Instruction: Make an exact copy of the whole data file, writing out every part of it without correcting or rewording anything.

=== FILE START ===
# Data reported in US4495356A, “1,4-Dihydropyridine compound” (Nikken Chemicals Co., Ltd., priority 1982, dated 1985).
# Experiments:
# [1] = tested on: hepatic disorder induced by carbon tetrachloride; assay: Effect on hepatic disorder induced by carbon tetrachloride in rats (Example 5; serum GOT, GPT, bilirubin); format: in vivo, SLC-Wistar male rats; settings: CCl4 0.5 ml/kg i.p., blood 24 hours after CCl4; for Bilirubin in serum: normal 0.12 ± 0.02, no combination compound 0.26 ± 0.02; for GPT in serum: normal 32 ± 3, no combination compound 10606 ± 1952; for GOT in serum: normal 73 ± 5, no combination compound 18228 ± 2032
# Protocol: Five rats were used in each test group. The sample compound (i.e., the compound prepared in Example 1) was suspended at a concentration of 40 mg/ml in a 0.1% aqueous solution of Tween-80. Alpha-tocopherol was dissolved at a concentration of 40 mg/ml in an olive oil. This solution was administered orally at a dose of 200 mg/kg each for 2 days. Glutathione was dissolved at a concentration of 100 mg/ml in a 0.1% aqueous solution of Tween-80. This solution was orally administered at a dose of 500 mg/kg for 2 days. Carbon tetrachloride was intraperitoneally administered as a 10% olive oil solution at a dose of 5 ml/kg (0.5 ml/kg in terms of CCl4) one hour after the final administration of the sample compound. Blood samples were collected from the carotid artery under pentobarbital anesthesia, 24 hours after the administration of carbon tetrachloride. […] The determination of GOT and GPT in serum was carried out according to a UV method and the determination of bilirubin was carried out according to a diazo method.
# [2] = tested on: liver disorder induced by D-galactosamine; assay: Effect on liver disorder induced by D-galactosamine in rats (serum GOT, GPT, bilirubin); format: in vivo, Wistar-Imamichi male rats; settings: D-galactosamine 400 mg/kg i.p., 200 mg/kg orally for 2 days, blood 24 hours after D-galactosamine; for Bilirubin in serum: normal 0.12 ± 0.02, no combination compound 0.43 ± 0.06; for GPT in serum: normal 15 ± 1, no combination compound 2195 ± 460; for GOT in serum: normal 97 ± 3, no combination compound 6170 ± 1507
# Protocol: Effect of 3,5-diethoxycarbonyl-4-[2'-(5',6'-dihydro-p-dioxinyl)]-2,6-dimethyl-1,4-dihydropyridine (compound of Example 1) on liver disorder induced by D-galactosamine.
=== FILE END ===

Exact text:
# Data reported in US4495356A, “1,4-Dihydropyridine compound” (Nikken Chemicals Co., Ltd., priority 1982, dated 1985).
# Experiments:
# [1] = tested on: hepatic disorder induced by carbon tetrachloride; assay: Effect on hepatic disorder induced by carbon tetrachloride in rats (Example 5; serum GOT, GPT, bilirubin); format: in vivo, SLC-Wistar male rats; settings: CCl4 0.5 ml/kg i.p., blood 24 hours after CCl4; for Bilirubin in serum: normal 0.12 ± 0.02, no combination compound 0.26 ± 0.02; for GPT in serum: normal 32 ± 3, no combination compound 10606 ± 1952; for GOT in serum: normal 73 ± 5, no combination compound 18228 ± 2032
# Protocol: Five rats were used in each test group. The sample compound (i.e., the compound prepared in Example 1) was suspended at a concentration of 40 mg/ml in a 0.1% aqueous solution of Tween-80. Alpha-tocopherol was dissolved at a concentration of 40 mg/ml in an olive oil. This solution was administered orally at a dose of 200 mg/kg each for 2 days. Glutathione was dissolved at a concentration of 100 mg/ml in a 0.1% aqueous solution of Tween-80. This solution was orally administered at a dose of 500 mg/kg for 2 days. Carbon tetrachloride was intraperitoneally administered as a 10% olive oil solution at a dose of 5 ml/kg (0.5 ml/kg in terms of CCl4) one hour after the final administration of the sample compound. Blood samples were collected from the carotid artery under pentobarbital anesthesia, 24 hours after the administration of carbon tetrachloride. […] The determination of GOT and GPT in serum was carried out according to a UV method and the determination of bilirubin was carried out according to a diazo method.
# [2] = tested on: liver disorder induced by D-galactosamine; assay: Effect on liver disorder induced by D-galactosamine in rats (serum GOT, GPT, bilirubin); format: in vivo, Wistar-Imamichi male rats; settings: D-galactosamine 400 mg/kg i.p., 200 mg/kg orally for 2 days, blood 24 hours after D-galactosamine; for Bilirubin in serum: normal 0.12 ± 0.02, no combination compound 0.43 ± 0.06; for GPT in serum: normal 15 ± 1, no combination compound 2195 ± 460; for GOT in serum: normal 97 ± 3, no combination compound 6170 ± 1507
# Protocol: Effect of 3,5-diethoxycarbonyl-4-[2'-(5',6'-dihydro-p-dioxinyl)]-2,6-dimethyl-1,4-dihydropyridine (compound of Example 1) on liver disorder induced by D-galactosamine.